Comp price hikes reflect unusual economic environment, expert says

First quarter 2011 data for workers’ comp shows a change. For the first time in nearly six years, pricing levels outside California showed an overall increase, according to a report by Towers Watson.

The information is based on surveys of 39 participating insurance companies, representing approximately 20 percent of the commercial insurance market. It is included in the company’s most recent Commercial Lines Insurance Pricing Survey.

While price reductions continued for commercial property and management liability lines, the survey showed a modest overall 2 percent price increase for workers’ comp. A company expert and workers’ comp veteran says the news is not too surprising, given the confluence of factors affecting workers’ comp.

Related Coverage
Report showing med care exceeding cash benefits is a wake-up call (10/25/10)
Study finds 78 percent error rate in employee impairment ratings (09/07/10)
Social Media Participants Air Concerns Over Loss of Adjuster Talent (04/18/11)
Medical costs, accountability among key challenges identified for ’10 (03/18/10)
Workers’ comp veteran says adjusters are losing their edge (04/18/11)

“There is not one thing happening in all 50 states,” said Bruce Hockman, workers’ compensation practice leader for Towers Watson. “There are trends that are common.”

Rates, Hockman said, are a function of cost and the delivery of those costs in each state. “The bottom line is, are costs going up? Sure,” Hockman said. “Investment income is down, medical costs are up, and frequency has stopped or turned.”

Hockman says the combination of those factors is driving pricing trends in many jurisdictions. One of the biggest drivers is the recent change in the frequency of claims, which had been decreasing for the past 15 years.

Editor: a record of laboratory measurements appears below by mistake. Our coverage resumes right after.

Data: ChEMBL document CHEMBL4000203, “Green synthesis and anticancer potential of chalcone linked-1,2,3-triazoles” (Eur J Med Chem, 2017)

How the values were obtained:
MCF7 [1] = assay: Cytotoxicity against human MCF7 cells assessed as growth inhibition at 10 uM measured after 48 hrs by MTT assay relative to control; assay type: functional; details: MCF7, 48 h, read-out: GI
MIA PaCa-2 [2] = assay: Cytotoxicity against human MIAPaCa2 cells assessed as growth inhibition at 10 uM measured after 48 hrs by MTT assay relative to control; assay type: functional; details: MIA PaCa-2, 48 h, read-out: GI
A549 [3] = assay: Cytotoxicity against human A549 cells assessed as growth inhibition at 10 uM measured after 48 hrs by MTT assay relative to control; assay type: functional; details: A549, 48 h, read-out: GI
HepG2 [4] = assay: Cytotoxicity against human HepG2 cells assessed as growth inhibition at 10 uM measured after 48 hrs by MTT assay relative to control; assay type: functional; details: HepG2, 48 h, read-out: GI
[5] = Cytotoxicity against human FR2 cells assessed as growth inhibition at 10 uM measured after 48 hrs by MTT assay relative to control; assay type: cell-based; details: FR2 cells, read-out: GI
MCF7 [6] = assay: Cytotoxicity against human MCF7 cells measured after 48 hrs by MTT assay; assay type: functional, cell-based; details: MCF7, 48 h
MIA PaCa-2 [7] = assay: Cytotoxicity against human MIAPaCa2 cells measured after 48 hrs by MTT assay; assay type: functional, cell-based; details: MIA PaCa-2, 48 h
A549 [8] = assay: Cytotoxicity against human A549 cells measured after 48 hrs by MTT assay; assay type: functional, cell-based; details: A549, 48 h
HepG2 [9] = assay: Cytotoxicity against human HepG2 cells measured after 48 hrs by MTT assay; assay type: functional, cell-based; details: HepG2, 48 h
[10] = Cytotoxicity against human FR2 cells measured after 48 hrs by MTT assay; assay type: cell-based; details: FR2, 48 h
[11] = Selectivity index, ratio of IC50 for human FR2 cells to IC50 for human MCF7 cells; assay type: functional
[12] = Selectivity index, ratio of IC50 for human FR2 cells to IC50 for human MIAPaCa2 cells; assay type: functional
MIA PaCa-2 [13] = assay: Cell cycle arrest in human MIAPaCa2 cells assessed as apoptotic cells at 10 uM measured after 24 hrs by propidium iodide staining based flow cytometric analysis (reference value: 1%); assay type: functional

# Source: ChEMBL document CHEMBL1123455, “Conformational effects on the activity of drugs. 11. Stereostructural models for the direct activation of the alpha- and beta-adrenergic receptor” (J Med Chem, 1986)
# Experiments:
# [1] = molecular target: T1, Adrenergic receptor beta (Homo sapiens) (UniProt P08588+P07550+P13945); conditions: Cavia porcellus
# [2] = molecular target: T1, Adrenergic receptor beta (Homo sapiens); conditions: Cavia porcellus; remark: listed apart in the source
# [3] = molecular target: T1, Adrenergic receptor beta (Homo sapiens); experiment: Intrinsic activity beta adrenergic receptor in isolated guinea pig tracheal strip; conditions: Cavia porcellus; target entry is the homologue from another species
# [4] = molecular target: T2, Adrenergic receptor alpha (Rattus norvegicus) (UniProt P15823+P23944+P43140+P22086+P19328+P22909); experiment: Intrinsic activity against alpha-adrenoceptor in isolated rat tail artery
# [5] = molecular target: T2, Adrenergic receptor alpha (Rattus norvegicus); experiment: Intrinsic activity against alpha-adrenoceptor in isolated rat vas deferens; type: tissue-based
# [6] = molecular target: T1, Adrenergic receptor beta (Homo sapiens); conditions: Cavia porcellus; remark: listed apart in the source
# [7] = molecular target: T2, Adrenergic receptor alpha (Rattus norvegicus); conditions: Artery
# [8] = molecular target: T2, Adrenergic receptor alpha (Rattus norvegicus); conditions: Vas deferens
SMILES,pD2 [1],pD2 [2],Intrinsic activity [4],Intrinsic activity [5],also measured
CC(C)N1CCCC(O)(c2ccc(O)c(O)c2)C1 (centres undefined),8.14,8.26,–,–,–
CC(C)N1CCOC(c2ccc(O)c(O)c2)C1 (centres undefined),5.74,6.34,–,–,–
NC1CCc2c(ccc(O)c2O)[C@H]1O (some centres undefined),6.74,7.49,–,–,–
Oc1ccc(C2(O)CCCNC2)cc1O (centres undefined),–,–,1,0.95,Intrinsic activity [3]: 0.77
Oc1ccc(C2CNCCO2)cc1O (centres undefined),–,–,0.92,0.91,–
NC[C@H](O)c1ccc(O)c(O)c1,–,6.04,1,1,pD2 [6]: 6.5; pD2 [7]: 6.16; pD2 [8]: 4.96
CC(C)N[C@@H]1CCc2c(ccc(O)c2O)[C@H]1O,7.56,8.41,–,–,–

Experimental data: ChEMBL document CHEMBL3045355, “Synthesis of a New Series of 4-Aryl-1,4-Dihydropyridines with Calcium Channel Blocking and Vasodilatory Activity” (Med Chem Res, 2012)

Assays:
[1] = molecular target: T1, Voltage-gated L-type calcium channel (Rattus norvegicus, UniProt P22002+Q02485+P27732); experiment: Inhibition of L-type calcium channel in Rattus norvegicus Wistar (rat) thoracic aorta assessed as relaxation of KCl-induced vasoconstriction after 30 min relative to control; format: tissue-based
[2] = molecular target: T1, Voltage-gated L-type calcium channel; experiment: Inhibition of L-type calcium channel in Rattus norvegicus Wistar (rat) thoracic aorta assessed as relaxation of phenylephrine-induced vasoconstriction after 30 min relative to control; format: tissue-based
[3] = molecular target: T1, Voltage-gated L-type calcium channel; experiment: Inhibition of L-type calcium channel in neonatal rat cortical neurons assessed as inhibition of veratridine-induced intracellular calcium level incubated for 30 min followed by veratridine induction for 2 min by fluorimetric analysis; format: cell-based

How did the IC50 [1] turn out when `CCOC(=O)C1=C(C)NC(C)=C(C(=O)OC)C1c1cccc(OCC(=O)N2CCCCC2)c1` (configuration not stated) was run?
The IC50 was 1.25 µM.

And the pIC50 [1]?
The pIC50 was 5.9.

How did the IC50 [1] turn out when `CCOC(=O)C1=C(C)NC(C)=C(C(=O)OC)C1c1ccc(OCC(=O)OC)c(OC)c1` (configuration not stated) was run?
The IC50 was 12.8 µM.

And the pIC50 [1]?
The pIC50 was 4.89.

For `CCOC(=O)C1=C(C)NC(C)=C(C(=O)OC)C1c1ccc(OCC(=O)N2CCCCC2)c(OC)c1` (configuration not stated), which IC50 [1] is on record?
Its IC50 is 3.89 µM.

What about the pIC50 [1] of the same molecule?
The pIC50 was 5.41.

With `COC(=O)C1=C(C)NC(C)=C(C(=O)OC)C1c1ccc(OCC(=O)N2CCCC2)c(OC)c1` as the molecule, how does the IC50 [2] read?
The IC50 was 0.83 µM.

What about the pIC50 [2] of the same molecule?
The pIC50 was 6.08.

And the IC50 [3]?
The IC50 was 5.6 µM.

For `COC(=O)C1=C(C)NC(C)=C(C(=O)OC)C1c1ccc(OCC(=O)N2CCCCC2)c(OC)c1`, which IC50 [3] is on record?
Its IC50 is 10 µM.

“Medical inflation doesn’t impact a claim that’s never been made. That’s helped in every jurisdiction,” Hockman said. “That trend is now stabilized and in some situations showing a reversal. It’s what a lot of us have been waiting for and concerned about.”

Coupled with the flattening or rising frequency are factors largely beyond the control of workers’ comp stakeholders. “As smart as we think we are, we can’t control the economy,” Hockman said. “We can hardly respond to it.”

Investment income, for example, has been volatile. “Even if delivery and benefit costs are flat, the return may not be sufficient so rates will go up,” Hockman said.

Added to the less-than-stellar investment returns have been the recession and the so-called jobless recovery. That’s impacted each jurisdiction differently.

Florida, for example, saw costs decrease following enactment of legislative reforms more than a decade ago. The poor labor market in Florida, combined with a turn in frequency, is pushing prices higher there.

New York has also had higher workers’ comp prices despite recent reforms. Hockman said the true value of the reforms has been diminished by the struggling economy.

“A lot of the reforms [in New York] had to do with the ability to return employees to work,” Hockman said. “All of a sudden we have 10.5 to 11 percent unemployment. I don’t care what the law says, in execution if there aren’t jobs to return to, it doesn’t work very well.”

Even more important to the workers’ comp system is the types of jobs lost. “This recession is adversely impacting one-third of workers’ comp, and that’s construction,” Hockman said. “In every other recessionary period we’ve come out of, the initiative that underscored the return out of the recession was homebuilding. It brought contractors, suppliers, timber people, faucet people — everybody that made something. It picked up the economy in one fell swoop. Now we don’t have that and likely not for some time.”

Hockman says a small group of national and regional professionals in the workers’ comp industry are succeeding despite the economic factors, especially state funds. He says they understand the extraordinary differences in the workers’ comp system of each jurisdiction and can wait for the economy to change.

“It will change,” Hockman said. “The question is do enough people have the patience to wait and not do foolish things in the meantime.”

Please follow and like us: